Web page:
While the U-17 World Cup-winning coach believes the Leicester City striker can become a key player at the club, expectations have to be managed
Unquestionably, Kelechi Iheanacho had an encouraging 2019/20 season at Leicester City.
Just when it seemed like the former Manchester City striker was withering away, after stalling in Manchester and failing to be reinvigorated in Claude Puel’s last months in the East Midlands, the mini-renaissance under Brendan Rodgers last term revived expectations that were either disappearing or had evaporated.
Still, 19/20 wasn’t as perfect for the forward as many remember it. Following watching briefs in the opening two games at home to Wolverhampton Wanderers and away at Chelsea, Iheanacho’s absence from the squad for subsequent matches was telling.
In the EFL Cup, he was snubbed against Newcastle United, suggesting that the Nigeria striker was nowhere near Brendan Rodgers’ plans. At the time, with the window across Europe still in progress, there were strong calls for frontman to seek a move before any transfer opportunities ended.
However, Iheanacho stayed, much to the surprise of many observers and Nigerians…and he’s reaped the rewards.
Despite Leicester’s wobble in the second part of the season, the West African’s performances and output in front of goal by measure of goals and assists and his underlying numbers were definitely encouraging.
Statistics provided by Fbref show that the ex-Man City prodigy hit more shots on target per 90 than anyone else in the Foxes squad, while also having a higher percentage of his shots on target than any of his teammates as well.
Similarly, only Premier League top scorer Jamie Vardy outdid his deputy for goals and assists per 90, as well as Expected Goals and Expected Assists per 90 among Foxes players in 19/20.
Iheanacho, significantly, outperformed the ageless English striker when penalties were excluded from both metrics, further strengthening the belief that the forward was near back to his best.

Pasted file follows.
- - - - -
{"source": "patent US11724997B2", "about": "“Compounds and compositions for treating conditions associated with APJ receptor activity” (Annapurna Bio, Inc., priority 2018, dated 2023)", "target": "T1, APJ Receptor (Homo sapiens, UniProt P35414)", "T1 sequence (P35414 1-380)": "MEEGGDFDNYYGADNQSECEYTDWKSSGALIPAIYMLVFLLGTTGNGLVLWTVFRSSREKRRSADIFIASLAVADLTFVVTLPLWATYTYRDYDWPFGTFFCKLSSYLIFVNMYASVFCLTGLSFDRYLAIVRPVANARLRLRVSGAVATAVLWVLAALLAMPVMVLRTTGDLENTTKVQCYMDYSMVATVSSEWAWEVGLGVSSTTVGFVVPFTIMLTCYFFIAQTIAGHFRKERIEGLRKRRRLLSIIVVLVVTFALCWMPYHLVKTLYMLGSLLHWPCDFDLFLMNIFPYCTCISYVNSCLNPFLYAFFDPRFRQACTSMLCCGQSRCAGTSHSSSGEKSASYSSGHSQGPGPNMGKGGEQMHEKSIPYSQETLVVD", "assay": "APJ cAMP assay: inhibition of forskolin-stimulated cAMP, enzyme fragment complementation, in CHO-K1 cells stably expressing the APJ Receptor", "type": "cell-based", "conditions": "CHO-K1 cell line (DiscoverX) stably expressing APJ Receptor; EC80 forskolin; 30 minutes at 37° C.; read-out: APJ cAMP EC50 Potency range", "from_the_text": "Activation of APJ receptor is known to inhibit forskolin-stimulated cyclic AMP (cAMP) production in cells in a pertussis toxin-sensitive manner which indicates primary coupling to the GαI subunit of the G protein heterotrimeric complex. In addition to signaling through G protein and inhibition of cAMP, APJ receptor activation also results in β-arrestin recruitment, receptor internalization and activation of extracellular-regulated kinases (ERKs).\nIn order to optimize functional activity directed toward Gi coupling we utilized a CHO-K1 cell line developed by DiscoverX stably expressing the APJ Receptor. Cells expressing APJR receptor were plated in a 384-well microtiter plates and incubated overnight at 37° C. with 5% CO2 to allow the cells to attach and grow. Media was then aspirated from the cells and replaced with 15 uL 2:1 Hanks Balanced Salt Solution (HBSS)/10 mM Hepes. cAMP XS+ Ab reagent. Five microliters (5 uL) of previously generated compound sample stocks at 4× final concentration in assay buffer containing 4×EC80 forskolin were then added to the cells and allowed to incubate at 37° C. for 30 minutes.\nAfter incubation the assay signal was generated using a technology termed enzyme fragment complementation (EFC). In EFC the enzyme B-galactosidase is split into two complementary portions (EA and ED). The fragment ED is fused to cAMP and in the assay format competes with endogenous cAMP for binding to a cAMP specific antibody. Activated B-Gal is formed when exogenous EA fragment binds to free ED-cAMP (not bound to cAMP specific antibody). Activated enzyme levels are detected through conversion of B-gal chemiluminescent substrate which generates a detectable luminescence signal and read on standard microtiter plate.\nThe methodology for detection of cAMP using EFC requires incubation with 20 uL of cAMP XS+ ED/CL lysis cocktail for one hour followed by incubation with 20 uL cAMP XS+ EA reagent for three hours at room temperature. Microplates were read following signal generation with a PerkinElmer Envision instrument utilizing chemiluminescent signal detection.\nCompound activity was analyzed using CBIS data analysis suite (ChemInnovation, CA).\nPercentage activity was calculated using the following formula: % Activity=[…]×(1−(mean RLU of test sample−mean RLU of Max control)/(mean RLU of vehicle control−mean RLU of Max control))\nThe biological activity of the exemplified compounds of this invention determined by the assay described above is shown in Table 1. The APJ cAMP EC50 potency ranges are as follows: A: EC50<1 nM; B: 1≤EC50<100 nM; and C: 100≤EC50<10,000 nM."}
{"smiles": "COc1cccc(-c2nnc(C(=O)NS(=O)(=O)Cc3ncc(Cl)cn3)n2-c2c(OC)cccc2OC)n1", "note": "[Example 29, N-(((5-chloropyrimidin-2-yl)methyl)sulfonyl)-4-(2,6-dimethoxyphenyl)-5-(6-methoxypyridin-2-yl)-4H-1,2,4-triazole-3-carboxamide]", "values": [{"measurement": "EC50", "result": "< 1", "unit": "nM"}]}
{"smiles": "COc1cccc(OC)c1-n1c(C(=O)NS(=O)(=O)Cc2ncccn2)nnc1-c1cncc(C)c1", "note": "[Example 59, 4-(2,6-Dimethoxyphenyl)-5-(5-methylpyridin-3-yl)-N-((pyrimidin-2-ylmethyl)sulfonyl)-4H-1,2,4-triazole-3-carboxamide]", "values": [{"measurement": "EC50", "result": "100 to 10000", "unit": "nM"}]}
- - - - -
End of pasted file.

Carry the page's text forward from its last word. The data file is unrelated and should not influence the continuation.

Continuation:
There was a notable improvement from his first season at Belvoir Drive, where he posted average stats closer to Shinji Okazaki in those metrics than to Vardy, despite curiously being in the top five at Leicester. Last season’s boost to battling the 2016 league winner was indicative of a promising year at the King Power Stadium.
Interestingly, Iheanacho’s progress last term wasn’t surprising to Manu Garba, the man who was in charge of Nigeria’s U-17 side that won the World Cup in 2013, with the former claiming the Golden Ball after scoring six times and registering a staggering seven assists.
For context, this was 50 percent of the Golden Eaglets’ 26 strikes in the tournament held in the United Arab Emirates seven years ago, so maybe that explains just why the 54-year-old manager still rates the 23-year-old highly.
“I’m still wondering how Kelechi didn’t emerge as one of the best in England,” he told The Athletic recently. “He might have fallen under bad influences from friends, coming from a poor background to an improved status. That can become a distraction when you are so young, but I have seen the old Iheanacho at Leicester.”
The experienced boss then went further by suggesting how the former prospect can reach his peak levels with the Foxes and perform even better than he did in his third season at the club.
“Iheanacho is an asset to any club if the manager understands him, helps him and works on his off-the-ball contribution,” Garba stated. “He will be useful coming behind the main striker because his final passes are inch-perfect and he can shoot from distance.
“He will be a good player for Leicester.”
With Iheanacho, the danger has always been heightened expectations. This is understandable owing to his teenage years with the Eaglets as well as in Manchester but that pressure has placed an undue burden on the forward to shatter a glass ceiling that was probably never going to be reached.
The lack of patience was evident in how critical Nigerians became with his performances after Pep Guardiola took charge of City, eventually leading to his departure in 2017, and in a below-par second season under Puel.
His 19/20 rebirth at the King Power has awakened those strong beliefs of old over the 23-year-old forward who had the world at his feet at only 16. Therein, though, lies the problem.
Maybe Iheanacho isn’t going to the protagonist at a major club as many expect, but rather a decent-to-good player capable of playing a part in the team’s overall success like he did in the preceding campaign.
Rodgers recently suggested that he expects Iheanacho to pick up the mantle when Vardy expectedly declines but the jury’s still out on whether he can truly be the main man at a top club or one with aspirations as high as Leicester’s.
Having already left egg on the face of critics with last season’s revival, the former prospect will now look to kick on in 2020/21 and in subsequent seasons to live up to Garba and Rodgers’ hopes and expectations about his potential.